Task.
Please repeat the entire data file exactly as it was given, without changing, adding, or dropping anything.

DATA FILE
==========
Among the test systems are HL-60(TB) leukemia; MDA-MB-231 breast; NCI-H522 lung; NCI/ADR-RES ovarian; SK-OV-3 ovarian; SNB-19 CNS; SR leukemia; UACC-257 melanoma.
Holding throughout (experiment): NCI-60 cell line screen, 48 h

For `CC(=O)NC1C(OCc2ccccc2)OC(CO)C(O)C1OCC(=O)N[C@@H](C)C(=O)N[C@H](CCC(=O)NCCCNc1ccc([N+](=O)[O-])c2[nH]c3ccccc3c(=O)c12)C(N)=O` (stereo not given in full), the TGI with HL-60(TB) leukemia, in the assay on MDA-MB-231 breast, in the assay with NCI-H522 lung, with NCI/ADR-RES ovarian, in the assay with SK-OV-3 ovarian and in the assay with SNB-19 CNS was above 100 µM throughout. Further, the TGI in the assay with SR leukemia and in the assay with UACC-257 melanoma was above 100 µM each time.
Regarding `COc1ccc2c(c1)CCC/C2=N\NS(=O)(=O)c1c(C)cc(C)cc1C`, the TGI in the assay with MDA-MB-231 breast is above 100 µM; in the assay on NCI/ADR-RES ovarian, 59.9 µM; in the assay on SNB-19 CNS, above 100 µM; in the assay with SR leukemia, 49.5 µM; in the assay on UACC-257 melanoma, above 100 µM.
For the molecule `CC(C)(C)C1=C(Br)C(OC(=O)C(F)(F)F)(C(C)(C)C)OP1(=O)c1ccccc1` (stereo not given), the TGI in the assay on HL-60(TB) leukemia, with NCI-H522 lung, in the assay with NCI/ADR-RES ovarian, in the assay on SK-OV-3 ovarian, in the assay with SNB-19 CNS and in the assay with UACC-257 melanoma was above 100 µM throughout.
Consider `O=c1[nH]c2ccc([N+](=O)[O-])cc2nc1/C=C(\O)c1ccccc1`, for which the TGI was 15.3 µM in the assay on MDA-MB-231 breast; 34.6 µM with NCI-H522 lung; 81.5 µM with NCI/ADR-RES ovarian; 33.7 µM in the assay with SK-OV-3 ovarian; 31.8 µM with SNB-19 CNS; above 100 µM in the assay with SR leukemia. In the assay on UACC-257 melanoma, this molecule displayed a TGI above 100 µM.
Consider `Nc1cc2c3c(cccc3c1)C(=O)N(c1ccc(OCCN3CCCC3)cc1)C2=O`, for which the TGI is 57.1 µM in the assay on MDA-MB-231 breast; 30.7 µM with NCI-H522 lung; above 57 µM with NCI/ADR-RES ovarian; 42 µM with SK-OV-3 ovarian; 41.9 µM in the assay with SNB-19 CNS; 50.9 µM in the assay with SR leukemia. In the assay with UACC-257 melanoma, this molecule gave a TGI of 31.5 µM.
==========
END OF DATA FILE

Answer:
Among the test systems are HL-60(TB) leukemia; MDA-MB-231 breast; NCI-H522 lung; NCI/ADR-RES ovarian; SK-OV-3 ovarian; SNB-19 CNS; SR leukemia; UACC-257 melanoma.
Holding throughout (experiment): NCI-60 cell line screen, 48 h

For `CC(=O)NC1C(OCc2ccccc2)OC(CO)C(O)C1OCC(=O)N[C@@H](C)C(=O)N[C@H](CCC(=O)NCCCNc1ccc([N+](=O)[O-])c2[nH]c3ccccc3c(=O)c12)C(N)=O` (stereo not given in full), the TGI with HL-60(TB) leukemia, in the assay on MDA-MB-231 breast, in the assay with NCI-H522 lung, with NCI/ADR-RES ovarian, in the assay with SK-OV-3 ovarian and in the assay with SNB-19 CNS was above 100 µM throughout. Further, the TGI in the assay with SR leukemia and in the assay with UACC-257 melanoma was above 100 µM each time.
Regarding `COc1ccc2c(c1)CCC/C2=N\NS(=O)(=O)c1c(C)cc(C)cc1C`, the TGI in the assay with MDA-MB-231 breast is above 100 µM; in the assay on NCI/ADR-RES ovarian, 59.9 µM; in the assay on SNB-19 CNS, above 100 µM; in the assay with SR leukemia, 49.5 µM; in the assay on UACC-257 melanoma, above 100 µM.
For the molecule `CC(C)(C)C1=C(Br)C(OC(=O)C(F)(F)F)(C(C)(C)C)OP1(=O)c1ccccc1` (stereo not given), the TGI in the assay on HL-60(TB) leukemia, with NCI-H522 lung, in the assay with NCI/ADR-RES ovarian, in the assay on SK-OV-3 ovarian, in the assay with SNB-19 CNS and in the assay with UACC-257 melanoma was above 100 µM throughout.
Consider `O=c1[nH]c2ccc([N+](=O)[O-])cc2nc1/C=C(\O)c1ccccc1`, for which the TGI was 15.3 µM in the assay on MDA-MB-231 breast; 34.6 µM with NCI-H522 lung; 81.5 µM with NCI/ADR-RES ovarian; 33.7 µM in the assay with SK-OV-3 ovarian; 31.8 µM with SNB-19 CNS; above 100 µM in the assay with SR leukemia. In the assay on UACC-257 melanoma, this molecule displayed a TGI above 100 µM.
Consider `Nc1cc2c3c(cccc3c1)C(=O)N(c1ccc(OCCN3CCCC3)cc1)C2=O`, for which the TGI is 57.1 µM in the assay on MDA-MB-231 breast; 30.7 µM with NCI-H522 lung; above 57 µM with NCI/ADR-RES ovarian; 42 µM with SK-OV-3 ovarian; 41.9 µM in the assay with SNB-19 CNS; 50.9 µM in the assay with SR leukemia. In the assay with UACC-257 melanoma, this molecule gave a TGI of 31.5 µM.